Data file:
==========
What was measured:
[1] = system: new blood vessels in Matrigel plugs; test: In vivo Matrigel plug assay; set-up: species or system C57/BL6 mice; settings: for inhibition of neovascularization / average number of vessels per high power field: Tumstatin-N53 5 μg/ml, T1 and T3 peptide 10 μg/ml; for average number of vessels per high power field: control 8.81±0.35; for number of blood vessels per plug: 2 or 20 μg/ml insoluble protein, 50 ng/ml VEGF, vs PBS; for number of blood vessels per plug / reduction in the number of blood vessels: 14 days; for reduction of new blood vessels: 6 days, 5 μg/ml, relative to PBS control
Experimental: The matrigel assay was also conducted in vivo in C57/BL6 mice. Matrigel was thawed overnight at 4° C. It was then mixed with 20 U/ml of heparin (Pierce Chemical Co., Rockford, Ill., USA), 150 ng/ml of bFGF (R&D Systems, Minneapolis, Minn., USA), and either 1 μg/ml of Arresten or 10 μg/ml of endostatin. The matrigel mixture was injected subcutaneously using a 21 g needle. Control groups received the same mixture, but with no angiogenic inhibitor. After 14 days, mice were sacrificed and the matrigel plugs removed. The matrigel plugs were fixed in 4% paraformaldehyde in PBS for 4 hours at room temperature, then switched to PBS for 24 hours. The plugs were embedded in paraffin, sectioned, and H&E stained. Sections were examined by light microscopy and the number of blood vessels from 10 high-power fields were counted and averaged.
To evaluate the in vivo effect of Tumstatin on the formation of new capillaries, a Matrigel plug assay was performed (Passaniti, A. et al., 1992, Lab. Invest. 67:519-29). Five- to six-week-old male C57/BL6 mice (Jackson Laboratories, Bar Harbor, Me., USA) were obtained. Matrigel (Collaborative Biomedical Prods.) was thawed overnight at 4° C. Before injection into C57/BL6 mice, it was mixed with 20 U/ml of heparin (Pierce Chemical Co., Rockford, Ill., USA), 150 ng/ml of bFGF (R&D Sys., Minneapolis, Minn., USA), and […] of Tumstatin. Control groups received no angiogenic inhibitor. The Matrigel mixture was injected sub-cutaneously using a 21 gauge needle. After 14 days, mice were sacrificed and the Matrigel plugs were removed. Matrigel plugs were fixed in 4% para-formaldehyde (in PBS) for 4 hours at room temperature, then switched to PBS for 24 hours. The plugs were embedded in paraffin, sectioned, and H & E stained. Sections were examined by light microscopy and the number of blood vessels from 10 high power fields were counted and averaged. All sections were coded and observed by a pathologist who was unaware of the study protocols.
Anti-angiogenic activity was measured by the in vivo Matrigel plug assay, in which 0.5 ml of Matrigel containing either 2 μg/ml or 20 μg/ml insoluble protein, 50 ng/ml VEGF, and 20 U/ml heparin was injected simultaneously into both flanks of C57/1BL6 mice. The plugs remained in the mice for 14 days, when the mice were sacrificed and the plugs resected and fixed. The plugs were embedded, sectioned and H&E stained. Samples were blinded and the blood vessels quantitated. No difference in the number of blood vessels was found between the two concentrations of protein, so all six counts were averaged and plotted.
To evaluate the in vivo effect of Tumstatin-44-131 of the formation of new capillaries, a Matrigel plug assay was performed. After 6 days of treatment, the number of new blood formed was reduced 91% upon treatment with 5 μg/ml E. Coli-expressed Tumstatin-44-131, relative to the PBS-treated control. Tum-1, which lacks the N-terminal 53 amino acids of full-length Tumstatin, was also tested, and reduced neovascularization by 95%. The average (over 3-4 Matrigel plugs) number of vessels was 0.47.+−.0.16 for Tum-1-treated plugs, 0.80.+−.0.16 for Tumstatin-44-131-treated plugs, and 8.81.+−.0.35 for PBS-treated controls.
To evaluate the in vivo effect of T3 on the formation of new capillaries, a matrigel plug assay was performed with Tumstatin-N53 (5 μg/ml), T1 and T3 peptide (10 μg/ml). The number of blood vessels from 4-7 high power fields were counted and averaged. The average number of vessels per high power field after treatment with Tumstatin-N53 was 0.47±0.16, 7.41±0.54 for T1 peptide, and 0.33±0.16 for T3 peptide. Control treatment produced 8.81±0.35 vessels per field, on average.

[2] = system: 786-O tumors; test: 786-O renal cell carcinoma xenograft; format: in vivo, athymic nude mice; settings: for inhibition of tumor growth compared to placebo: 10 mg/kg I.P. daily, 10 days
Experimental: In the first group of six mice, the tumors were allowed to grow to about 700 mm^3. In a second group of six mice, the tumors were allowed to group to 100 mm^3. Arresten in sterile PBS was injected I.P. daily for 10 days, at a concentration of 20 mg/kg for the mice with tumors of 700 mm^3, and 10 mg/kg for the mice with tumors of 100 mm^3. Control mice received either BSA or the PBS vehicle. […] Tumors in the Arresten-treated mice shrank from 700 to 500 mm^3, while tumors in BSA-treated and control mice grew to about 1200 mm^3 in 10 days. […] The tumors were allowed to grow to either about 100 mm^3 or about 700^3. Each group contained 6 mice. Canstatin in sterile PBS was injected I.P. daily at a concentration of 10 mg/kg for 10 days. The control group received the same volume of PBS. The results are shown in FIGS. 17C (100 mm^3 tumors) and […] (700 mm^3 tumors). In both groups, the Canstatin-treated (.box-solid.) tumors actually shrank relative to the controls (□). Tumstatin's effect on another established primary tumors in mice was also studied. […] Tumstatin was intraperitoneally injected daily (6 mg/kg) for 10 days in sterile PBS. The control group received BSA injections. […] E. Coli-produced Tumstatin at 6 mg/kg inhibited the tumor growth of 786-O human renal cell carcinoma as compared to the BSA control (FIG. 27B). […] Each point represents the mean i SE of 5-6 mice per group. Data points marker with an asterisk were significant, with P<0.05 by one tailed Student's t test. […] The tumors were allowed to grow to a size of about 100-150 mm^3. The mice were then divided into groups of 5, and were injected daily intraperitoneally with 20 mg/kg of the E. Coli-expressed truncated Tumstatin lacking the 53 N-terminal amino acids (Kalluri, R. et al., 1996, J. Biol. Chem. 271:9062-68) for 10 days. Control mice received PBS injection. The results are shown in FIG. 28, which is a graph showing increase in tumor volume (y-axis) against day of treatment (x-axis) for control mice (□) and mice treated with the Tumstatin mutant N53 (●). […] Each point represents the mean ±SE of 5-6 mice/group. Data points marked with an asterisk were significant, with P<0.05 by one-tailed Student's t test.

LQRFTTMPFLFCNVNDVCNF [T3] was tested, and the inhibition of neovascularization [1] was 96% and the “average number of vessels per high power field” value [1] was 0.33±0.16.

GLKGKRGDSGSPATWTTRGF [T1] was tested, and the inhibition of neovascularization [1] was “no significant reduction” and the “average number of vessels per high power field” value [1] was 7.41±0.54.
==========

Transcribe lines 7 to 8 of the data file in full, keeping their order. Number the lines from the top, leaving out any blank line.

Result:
To evaluate the in vivo effect of T3 on the formation of new capillaries, a matrigel plug assay was performed with Tumstatin-N53 (5 μg/ml), T1 and T3 peptide (10 μg/ml). The number of blood vessels from 4-7 high power fields were counted and averaged. The average number of vessels per high power field after treatment with Tumstatin-N53 was 0.47±0.16, 7.41±0.54 for T1 peptide, and 0.33±0.16 for T3 peptide. Control treatment produced 8.81±0.35 vessels per field, on average.

[2] = system: 786-O tumors; test: 786-O renal cell carcinoma xenograft; format: in vivo, athymic nude mice; settings: for inhibition of tumor growth compared to placebo: 10 mg/kg I.P. daily, 10 days